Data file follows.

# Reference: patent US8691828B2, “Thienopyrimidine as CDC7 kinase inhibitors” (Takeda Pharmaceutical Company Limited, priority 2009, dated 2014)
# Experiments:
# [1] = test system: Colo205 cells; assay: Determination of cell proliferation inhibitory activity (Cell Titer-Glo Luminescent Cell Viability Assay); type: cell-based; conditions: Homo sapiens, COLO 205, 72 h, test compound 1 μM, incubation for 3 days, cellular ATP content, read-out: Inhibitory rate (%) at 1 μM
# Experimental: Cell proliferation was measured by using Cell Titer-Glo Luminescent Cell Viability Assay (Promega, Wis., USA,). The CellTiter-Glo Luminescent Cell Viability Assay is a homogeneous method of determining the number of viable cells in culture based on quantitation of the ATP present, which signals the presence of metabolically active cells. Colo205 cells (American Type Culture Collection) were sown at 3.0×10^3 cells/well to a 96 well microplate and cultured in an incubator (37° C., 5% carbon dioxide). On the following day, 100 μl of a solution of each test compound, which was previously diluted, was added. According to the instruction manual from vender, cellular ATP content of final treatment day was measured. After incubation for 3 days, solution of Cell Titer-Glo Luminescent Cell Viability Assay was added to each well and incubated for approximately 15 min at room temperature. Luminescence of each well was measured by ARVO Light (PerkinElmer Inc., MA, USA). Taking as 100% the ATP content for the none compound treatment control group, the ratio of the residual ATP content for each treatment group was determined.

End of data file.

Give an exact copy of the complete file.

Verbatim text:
# Reference: patent US8691828B2, “Thienopyrimidine as CDC7 kinase inhibitors” (Takeda Pharmaceutical Company Limited, priority 2009, dated 2014)
# Experiments:
# [1] = test system: Colo205 cells; assay: Determination of cell proliferation inhibitory activity (Cell Titer-Glo Luminescent Cell Viability Assay); type: cell-based; conditions: Homo sapiens, COLO 205, 72 h, test compound 1 μM, incubation for 3 days, cellular ATP content, read-out: Inhibitory rate (%) at 1 μM
# Experimental: Cell proliferation was measured by using Cell Titer-Glo Luminescent Cell Viability Assay (Promega, Wis., USA,). The CellTiter-Glo Luminescent Cell Viability Assay is a homogeneous method of determining the number of viable cells in culture based on quantitation of the ATP present, which signals the presence of metabolically active cells. Colo205 cells (American Type Culture Collection) were sown at 3.0×10^3 cells/well to a 96 well microplate and cultured in an incubator (37° C., 5% carbon dioxide). On the following day, 100 μl of a solution of each test compound, which was previously diluted, was added. According to the instruction manual from vender, cellular ATP content of final treatment day was measured. After incubation for 3 days, solution of Cell Titer-Glo Luminescent Cell Viability Assay was added to each well and incubated for approximately 15 min at room temperature. Luminescence of each well was measured by ARVO Light (PerkinElmer Inc., MA, USA). Taking as 100% the ATP content for the none compound treatment control group, the ratio of the residual ATP content for each treatment group was determined.